What is your research about?

The struggle for identity as an Asian-American based on two novels: When the Emperor was Divine and The Gangster We Are All Looking For.

What initially interested you about researching this topic?

Despite being an essay assignment in Asian American Literature (ENGL 161), I created this prompt specifically because I could identify with the novels we were reading as an Asian American born from immigrant parents myself.

How did your education at Pacific prepare you for the experience?

Pacific never fails to continually expose me to different experiences, from seeing my first play to going to Oregon for the first time. For an undergraduate conference specifically, I feel that all my English courses and the respective teachers have encouraged students to research and delve into their strengths.

Were any Pacific faculty, staff, or courses particularly helpful?

Dr. Zhou, being the ENGL 161 instructor and my minor advisor, has been especially helpful in not only the development of my research but also as a challenger and motivator to get the most out of my college education.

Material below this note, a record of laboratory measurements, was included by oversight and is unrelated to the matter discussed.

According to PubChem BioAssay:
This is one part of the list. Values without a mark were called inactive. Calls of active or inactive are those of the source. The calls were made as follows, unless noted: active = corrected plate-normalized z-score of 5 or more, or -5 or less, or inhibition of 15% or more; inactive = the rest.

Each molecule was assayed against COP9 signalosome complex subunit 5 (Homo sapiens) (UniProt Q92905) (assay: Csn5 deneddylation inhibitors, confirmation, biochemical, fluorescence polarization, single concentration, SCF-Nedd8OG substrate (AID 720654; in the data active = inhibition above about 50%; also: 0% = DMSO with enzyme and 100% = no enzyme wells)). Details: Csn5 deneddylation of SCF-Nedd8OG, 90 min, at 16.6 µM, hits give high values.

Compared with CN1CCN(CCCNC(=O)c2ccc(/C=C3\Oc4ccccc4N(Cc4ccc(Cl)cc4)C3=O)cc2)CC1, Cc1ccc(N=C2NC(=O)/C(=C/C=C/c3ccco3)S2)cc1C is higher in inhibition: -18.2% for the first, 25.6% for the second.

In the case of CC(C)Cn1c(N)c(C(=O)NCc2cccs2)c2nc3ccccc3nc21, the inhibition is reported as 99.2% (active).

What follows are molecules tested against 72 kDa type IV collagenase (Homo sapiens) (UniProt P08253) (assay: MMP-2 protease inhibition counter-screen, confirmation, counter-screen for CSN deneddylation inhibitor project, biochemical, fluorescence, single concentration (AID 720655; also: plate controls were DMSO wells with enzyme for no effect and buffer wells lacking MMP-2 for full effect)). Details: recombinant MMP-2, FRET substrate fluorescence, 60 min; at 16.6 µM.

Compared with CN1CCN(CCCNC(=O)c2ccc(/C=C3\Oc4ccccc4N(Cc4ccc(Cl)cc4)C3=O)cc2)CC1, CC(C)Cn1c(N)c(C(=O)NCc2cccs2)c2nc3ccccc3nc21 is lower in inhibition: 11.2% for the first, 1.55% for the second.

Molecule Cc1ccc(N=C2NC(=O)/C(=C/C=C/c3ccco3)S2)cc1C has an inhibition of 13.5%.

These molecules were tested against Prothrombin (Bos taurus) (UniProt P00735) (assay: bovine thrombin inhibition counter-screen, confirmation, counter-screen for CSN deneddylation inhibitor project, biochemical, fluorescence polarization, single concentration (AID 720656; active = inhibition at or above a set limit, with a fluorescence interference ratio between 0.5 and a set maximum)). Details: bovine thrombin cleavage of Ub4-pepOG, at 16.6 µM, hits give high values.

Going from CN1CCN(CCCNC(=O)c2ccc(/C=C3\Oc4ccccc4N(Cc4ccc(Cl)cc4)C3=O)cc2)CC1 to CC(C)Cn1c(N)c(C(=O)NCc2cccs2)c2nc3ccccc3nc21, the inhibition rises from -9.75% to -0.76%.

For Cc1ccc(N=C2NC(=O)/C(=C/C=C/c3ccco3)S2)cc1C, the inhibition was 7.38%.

Natasha Popowich ’17

ncur-blog_natasha-popowichMajor: English with double minors in Gender Studies and Pre-Law

Hometown: Winnetka, CA

What is your research about?

My research is about the way in which traditionally unrepresented groups of people have actively worked to combat the predominant narrative of society that tends to be written by those in power and of a caucasian background. This reworking of the narrative is explored through these groups’ creation of literature, music, movies, etc. to re-include themselves in the original story from their perspective. I also examine how this ultimately plays out in the current political climate following the 2016 election and inauguration of Donald Trump.

What initially interested you about researching this topic?

I have always been interested in the way which African Americans express themselves after a history of suffering and with their continued perseverance despite these events. After taking a course at Pacific, I started to formulate a presentation based on the way in which music in the African American culture has been used to actively protest injustice, celebrate black culture, and encourage conversation across a broader range of Americans. The following semester, I took a class that focused on a similar idea from an Asian American perspective, which pushed to meld the two ideas together and present it as a larger understanding of how multiple groups face the issue of being expunged from their own stories to fit the white lens of history.